I was in my car yesterday listening to a compelling show on CBC’s The Current called Canada’s Economic Action Plan (EAP): Is this Prosperity or Propaganda? The subject was the amount the government is spending on advertising the EAP.  The program looked at how effective the advertising campaign has been over time and asked who was benefiting.

Intrigued, I did a bit more research and learned that, from 2009 – 2010, $53.2 million in taxpayer dollars was spent on EAP advertising.   The spring 2012 television campaign alone cost the Finance Department $4.9 million. (The Toronto Star, Sunday, February 17, 2013)

In April 2012, the Privy Council Office conducted a post-advertising analysis that surveyed the impact of the campaign on 1,000 Canadians.   Of those surveyed, 33 percent could recall the ads, but only 20 percent, or one in five Canadians remembered any details.  Only seven percent were compelled to take action, such as go to the EAP website. (The Toronto Star, Sunday, February 17, 2013)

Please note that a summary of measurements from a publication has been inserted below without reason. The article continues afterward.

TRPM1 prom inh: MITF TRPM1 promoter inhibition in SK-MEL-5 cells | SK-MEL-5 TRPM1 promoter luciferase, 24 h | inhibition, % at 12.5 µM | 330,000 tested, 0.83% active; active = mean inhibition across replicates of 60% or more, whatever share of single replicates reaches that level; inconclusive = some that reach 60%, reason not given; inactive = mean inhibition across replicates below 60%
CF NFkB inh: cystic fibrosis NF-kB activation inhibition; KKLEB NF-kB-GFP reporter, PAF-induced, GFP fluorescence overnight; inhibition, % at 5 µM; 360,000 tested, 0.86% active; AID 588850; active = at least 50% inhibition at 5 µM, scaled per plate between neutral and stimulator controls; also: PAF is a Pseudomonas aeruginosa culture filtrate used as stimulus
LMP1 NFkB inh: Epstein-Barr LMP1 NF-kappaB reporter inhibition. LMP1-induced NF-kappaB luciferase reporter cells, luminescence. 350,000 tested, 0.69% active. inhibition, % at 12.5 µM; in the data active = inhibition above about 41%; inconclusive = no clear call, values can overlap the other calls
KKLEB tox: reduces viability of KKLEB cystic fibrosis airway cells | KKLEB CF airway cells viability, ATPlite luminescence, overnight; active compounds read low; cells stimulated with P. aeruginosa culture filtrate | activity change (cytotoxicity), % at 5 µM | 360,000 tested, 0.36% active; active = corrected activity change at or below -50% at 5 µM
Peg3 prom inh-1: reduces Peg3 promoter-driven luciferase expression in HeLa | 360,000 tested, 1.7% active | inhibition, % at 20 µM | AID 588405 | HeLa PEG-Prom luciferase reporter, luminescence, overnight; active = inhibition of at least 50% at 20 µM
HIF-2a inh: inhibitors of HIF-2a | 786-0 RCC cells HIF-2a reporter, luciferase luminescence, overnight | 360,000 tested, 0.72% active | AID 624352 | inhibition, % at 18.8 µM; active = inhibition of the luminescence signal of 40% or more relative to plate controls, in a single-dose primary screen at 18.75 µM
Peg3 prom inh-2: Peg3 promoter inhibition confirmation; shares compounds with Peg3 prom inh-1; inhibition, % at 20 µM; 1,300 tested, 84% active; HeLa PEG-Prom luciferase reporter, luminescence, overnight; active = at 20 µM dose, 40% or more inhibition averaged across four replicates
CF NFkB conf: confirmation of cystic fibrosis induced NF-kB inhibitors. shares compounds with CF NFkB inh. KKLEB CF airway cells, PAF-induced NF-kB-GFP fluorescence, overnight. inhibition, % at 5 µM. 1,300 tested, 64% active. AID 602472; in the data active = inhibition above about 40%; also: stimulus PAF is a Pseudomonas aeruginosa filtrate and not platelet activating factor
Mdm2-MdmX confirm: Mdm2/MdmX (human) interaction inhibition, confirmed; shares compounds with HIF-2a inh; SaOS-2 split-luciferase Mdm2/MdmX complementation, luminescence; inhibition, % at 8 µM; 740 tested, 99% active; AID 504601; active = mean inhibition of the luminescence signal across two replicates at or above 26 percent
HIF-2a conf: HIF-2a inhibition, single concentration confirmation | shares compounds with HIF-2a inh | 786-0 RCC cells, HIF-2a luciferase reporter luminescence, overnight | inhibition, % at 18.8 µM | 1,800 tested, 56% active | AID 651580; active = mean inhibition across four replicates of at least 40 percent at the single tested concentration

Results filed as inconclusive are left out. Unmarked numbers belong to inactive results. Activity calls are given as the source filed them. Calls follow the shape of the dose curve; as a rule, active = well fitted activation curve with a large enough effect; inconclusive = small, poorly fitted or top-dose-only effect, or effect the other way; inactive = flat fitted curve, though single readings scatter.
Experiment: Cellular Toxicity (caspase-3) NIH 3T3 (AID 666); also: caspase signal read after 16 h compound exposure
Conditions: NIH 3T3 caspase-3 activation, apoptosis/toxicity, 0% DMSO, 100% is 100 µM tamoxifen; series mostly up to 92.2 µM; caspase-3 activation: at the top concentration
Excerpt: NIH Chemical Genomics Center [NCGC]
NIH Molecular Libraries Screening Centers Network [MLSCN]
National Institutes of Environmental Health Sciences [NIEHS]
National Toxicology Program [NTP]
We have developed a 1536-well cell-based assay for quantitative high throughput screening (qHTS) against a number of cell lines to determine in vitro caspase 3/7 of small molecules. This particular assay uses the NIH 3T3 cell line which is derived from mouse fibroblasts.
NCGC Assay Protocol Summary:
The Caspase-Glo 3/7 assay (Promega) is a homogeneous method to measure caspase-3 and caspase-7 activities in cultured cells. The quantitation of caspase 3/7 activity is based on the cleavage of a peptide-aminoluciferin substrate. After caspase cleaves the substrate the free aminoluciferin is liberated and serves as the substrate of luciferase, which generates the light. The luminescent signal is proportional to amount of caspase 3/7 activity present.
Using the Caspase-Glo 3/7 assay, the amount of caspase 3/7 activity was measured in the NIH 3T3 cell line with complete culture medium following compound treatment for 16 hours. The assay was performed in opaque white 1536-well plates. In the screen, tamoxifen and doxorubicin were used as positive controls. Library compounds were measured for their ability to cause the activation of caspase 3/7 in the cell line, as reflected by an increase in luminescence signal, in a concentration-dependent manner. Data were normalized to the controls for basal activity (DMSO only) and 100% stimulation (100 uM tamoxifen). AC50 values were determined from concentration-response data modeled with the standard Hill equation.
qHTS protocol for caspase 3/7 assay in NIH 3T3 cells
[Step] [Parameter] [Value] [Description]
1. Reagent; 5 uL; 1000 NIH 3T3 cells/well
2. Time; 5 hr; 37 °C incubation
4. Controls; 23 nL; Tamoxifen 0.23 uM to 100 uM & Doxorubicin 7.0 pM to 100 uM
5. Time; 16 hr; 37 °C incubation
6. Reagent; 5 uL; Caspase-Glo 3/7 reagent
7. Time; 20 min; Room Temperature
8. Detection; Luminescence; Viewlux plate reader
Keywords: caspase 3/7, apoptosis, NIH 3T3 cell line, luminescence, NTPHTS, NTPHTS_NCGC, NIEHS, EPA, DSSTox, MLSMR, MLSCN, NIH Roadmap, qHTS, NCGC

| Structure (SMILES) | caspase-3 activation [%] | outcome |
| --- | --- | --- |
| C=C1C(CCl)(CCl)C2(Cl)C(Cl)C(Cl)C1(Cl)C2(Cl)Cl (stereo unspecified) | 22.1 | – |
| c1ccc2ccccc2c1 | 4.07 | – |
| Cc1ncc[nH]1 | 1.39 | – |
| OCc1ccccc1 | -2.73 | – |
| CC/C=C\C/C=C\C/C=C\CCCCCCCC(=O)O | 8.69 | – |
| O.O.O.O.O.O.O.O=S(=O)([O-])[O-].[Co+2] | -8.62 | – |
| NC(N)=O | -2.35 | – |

According to these stats, it therefore cost $22 to drive one person to the website or take some other action such as fill out a form, write a complaint or follow on Twitter.  In the same survey, the Privy Council analysis also noted a bump of five percent in government approval ratings between those who had not seen the ads and those who had.

The goal of the EAP campaign is to help provide Canadians with tools to improve their personal finances and boost consumer confidence.  Based on the above stats, do you think this is money well-spent towards achieving these goals?  I’d love to hear what you think.

Moving from communications order taker to strategic value creator

Source: forbes.com

Source: forbes.com

Have you ever experienced the following scenario: